20. Parton Structure of Hadrons Craig Roberts: Future of Hadron Physics (25p) • Valence-quark structure of hadrons • Definitive of a hadron – it’s how we tell a proton from a neutron • Expresses charge; flavour; baryon number; and other Poincaré-invariant macroscopic quantum numbers • Via evolution, determines background at LHC • Sea-quark distributions • Flavour content and asymmetry • Former and any nontrivial structure in the latter are both essentially nonperturbative features of QCD

  21. Parton Structure of Hadrons Craig Roberts: Future of Hadron Physics (25p) • Light front provides a link with quantum mechanics • If a probability interpretation is ever valid, it’s in the light-front frame • Enormous amount of intuitively expressive information about hadrons & processes involving them is encoded in • Parton distribution functions • Generalisedparton distribution functions • Transverse-momentum-dependent parton distribution functions • Information will be revealed by the measurement of these functions – so long as they can be calculated Success of programme demands very close collaboration between experiment and theory

  22. Parton Structure of Hadrons Craig Roberts: Future of Hadron Physics (25p) • Need for calculation is emphasised by Saga of pion’s valence-quark distribution: • 1989: uvπ ~ (1-x)1 – inferred from LO-Drell-Yan & disagrees with QCD; • 2001: DSE predicts uvπ ~ (1-x)2 argues that distribution inferred from data can’t be correct;

  23. Parton Structure of Hadrons Craig Roberts: Future of Hadron Physics (25p) • Need for calculation is emphasised by Saga of pion’s valence-quark distribution: • 1989: uvπ ~ (1-x)1 – inferred from LO-Drell-Yan & disagrees with QCD; • 2001: DSE predicts uvπ ~ (1-x)2 argues that distribution inferred from data can’t be correct; • 2010: NLO reanalysis including soft-gluon resummation, inferred distribution agrees with DSE and QCD

  24. Theory Craig Roberts: Future of Hadron Physics (25p) • Lattice-QCD • Significant progress in the last five years • This must continue • Bound-state problem in continuum quantum field theory • Significant progress, too • Must also continue • Completed and planned experiments will deliver the pieces of the puzzle that is QCD. Theory must be developed to explain how they fit together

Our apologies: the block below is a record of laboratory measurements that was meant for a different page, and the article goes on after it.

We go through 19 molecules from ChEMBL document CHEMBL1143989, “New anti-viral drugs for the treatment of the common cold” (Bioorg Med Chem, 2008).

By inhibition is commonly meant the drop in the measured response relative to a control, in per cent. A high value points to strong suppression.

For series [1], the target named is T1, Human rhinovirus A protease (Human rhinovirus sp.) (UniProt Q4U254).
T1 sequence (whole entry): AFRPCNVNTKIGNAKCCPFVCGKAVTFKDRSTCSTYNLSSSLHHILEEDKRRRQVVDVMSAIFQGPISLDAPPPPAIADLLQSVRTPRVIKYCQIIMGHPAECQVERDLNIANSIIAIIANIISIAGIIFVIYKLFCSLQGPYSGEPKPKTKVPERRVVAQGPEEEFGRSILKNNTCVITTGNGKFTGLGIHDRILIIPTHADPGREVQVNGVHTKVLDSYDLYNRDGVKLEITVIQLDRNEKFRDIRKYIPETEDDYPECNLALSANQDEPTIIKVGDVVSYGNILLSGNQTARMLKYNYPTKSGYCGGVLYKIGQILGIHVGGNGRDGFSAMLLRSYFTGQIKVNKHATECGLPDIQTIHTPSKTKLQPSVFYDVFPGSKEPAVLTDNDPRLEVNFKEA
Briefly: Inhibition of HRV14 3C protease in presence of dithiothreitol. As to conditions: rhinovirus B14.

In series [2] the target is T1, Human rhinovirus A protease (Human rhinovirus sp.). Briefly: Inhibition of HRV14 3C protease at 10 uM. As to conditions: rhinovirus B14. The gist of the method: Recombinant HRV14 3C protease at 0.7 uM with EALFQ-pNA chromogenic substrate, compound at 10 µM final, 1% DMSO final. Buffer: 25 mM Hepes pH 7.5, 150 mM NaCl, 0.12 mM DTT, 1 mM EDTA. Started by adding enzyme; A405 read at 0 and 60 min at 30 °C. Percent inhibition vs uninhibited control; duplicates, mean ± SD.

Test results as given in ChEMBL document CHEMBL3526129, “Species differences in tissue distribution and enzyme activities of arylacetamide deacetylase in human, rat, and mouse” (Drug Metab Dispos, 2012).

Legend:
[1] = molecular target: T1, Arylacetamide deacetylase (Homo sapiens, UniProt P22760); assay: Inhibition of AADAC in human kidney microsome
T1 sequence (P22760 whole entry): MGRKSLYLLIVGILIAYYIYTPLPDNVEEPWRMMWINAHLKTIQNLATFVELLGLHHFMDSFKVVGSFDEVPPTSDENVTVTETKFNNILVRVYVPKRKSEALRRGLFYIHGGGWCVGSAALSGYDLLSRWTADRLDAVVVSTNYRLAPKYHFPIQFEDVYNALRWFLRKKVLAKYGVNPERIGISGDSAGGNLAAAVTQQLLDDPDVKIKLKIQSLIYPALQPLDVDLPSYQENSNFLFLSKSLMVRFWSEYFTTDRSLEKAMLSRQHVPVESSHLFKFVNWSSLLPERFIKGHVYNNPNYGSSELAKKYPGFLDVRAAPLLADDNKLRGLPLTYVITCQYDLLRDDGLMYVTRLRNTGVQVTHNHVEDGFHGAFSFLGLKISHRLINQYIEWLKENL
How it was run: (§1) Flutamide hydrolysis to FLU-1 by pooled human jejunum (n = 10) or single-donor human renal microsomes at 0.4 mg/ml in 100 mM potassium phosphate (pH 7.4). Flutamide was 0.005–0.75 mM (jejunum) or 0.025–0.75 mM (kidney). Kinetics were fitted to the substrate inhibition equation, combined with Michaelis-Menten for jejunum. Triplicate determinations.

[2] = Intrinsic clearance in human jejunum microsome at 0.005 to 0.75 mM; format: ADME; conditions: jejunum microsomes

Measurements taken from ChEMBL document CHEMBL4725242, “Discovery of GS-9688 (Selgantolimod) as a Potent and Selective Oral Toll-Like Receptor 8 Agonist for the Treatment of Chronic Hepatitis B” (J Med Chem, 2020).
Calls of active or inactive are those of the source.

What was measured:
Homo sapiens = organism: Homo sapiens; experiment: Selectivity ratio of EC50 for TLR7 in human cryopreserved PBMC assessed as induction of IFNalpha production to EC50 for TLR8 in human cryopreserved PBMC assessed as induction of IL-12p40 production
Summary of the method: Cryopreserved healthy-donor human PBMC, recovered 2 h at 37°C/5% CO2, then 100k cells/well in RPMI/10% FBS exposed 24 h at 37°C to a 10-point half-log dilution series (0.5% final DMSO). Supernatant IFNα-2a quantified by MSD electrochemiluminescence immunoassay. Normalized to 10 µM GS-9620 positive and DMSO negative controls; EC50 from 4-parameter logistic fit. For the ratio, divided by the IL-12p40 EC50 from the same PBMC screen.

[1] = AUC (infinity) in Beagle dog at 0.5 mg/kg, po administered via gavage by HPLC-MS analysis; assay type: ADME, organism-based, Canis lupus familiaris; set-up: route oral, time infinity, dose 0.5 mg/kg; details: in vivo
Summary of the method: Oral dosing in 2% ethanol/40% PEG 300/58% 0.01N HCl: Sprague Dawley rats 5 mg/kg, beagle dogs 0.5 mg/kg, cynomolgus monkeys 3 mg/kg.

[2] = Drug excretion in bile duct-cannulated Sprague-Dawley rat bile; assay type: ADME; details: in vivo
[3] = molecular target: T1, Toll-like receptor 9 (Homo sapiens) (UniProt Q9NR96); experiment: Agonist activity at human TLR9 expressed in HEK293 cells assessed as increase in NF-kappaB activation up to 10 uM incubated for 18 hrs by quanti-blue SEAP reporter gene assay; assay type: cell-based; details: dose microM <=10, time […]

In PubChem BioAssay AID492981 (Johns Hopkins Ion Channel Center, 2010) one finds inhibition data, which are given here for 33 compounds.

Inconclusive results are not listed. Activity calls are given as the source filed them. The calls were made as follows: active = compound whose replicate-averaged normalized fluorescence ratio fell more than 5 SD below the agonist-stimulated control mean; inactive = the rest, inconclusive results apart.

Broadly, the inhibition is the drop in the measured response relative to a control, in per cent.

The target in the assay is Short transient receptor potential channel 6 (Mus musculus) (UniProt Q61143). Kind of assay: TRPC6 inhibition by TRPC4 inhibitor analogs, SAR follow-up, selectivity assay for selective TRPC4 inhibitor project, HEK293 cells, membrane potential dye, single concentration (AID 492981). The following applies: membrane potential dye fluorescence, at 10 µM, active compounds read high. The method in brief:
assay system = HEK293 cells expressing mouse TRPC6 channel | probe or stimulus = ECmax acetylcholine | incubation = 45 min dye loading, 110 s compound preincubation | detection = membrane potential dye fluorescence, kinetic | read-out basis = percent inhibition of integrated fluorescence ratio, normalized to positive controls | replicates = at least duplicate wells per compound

25. Future Craig Roberts: Future of Hadron Physics (25p) • Clay Mathematics Institute Prove confinement in pure-gauge QCD Prize: $1-million That’s about all this easy problem is worth • In the real world, all readily accessible matter is defined by light quarks Confinement in this world is certainly an immeasurably more complicated phenomenon • Hadron physics is unique: • Confronting a fundamental theory in which the elementary degrees-of-freedom are intangible and only composites reach detectors • Hadron physics must deploy a diverse array of probes and tools in order to define and solve the problems of confinement and its relationship with DCSB • These are two of the most important challenges in fundamental Science; and only we are equipped to solve them

  26. Beyond the Standard Model Craig Roberts: Future of Hadron Physics (25p) • High precision electroweak measurements • Any observed and confirmed discrepancy with Standard Model reveals New Physics • Precise null results place hard lower bounds on the scale at which new physics might begin to have an impact • Experiment and theory bounds on nucleon strangeness content place tight limits on dark-matter – hadron cross-sections • Sensitive dark photon searches • dark photon is possible contributor to muong-2 and dark matter puzzles • plausible masses are accessible to nonp-QCD machines

  27. 6:00 JLab Users Satellite Meeting - Sebastian Kuhn6:20 JLab 12 GeV upgrade status - TBA6:40 View from JLab Management - Bob McKeown7:00 Medium Energy Physics Overview - Roy Holt7:40 The future of hadron physics - Craig Roberts8:00 Nucleon structure with Jefferson Lab at 12 GeV - LatifaElouadhriri8:20 QCD and nuclei - Larry Weinstein8:40 The future of hadronic physics at RHIC  - ElkeAschenauer9:00 Hadronic physics at other facilities - Jen-ChiehPeng9:20 Open Mic - opportunity to present 1-3 slides, < 5 min9:40 Discussion/Summary; what to present at DNP town meeting, further actions10:00 Closeout/Adjourn Craig Roberts: Future of Hadron Physics (25p)